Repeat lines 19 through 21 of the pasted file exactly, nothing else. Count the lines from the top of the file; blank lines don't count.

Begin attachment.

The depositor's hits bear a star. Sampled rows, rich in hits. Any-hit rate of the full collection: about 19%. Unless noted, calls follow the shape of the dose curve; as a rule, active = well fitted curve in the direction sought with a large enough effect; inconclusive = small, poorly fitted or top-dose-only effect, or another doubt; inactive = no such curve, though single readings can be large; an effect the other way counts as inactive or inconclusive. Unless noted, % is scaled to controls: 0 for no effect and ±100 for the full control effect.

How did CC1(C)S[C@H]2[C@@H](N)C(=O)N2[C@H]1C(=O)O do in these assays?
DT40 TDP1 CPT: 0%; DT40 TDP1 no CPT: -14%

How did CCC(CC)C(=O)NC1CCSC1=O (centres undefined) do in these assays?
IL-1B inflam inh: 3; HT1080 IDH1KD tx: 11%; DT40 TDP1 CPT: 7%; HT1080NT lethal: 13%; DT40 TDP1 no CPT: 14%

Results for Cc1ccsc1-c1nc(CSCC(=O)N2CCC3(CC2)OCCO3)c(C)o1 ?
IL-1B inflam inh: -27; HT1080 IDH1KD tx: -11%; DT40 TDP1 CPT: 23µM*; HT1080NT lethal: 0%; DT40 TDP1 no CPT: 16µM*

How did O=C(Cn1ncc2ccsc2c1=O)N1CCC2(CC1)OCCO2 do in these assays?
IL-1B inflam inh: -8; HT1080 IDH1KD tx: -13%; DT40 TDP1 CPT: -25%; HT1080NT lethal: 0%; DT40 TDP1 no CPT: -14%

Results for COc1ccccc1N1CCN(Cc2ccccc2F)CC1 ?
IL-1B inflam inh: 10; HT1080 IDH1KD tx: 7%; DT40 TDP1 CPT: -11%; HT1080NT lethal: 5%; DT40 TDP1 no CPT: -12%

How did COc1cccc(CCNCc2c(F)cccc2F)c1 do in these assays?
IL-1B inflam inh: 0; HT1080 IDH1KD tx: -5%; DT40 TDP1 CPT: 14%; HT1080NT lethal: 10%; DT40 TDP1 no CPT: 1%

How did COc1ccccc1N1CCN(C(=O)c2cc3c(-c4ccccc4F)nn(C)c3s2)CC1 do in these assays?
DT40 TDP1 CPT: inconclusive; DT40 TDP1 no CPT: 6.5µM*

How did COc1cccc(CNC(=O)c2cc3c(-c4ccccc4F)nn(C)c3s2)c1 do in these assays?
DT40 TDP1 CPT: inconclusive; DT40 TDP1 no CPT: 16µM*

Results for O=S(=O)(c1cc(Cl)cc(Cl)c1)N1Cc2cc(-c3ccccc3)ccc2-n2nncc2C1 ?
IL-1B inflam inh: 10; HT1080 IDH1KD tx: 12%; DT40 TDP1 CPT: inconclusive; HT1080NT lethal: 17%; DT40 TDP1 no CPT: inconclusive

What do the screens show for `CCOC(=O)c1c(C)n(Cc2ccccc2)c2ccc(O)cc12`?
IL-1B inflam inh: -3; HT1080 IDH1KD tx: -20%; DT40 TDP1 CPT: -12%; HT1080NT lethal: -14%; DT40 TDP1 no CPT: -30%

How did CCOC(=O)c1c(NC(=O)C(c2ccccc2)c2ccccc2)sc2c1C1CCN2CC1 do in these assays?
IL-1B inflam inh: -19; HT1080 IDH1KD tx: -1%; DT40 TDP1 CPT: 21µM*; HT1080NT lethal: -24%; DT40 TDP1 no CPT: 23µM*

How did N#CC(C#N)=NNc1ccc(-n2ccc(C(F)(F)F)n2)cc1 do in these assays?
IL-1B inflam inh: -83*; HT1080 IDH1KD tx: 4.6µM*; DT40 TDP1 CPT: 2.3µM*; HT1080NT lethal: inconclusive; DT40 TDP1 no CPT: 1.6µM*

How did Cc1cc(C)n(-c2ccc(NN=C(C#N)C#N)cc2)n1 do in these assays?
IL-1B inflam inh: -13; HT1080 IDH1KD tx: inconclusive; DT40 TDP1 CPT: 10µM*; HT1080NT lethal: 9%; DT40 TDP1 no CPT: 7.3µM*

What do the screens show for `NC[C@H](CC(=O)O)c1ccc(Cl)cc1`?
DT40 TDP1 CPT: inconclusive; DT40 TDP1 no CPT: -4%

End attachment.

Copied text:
IL-1B inflam inh: 10; HT1080 IDH1KD tx: 12%; DT40 TDP1 CPT: inconclusive; HT1080NT lethal: 17%; DT40 TDP1 no CPT: inconclusive

What do the screens show for `CCOC(=O)c1c(C)n(Cc2ccccc2)c2ccc(O)cc12`?
IL-1B inflam inh: -3; HT1080 IDH1KD tx: -20%; DT40 TDP1 CPT: -12%; HT1080NT lethal: -14%; DT40 TDP1 no CPT: -30%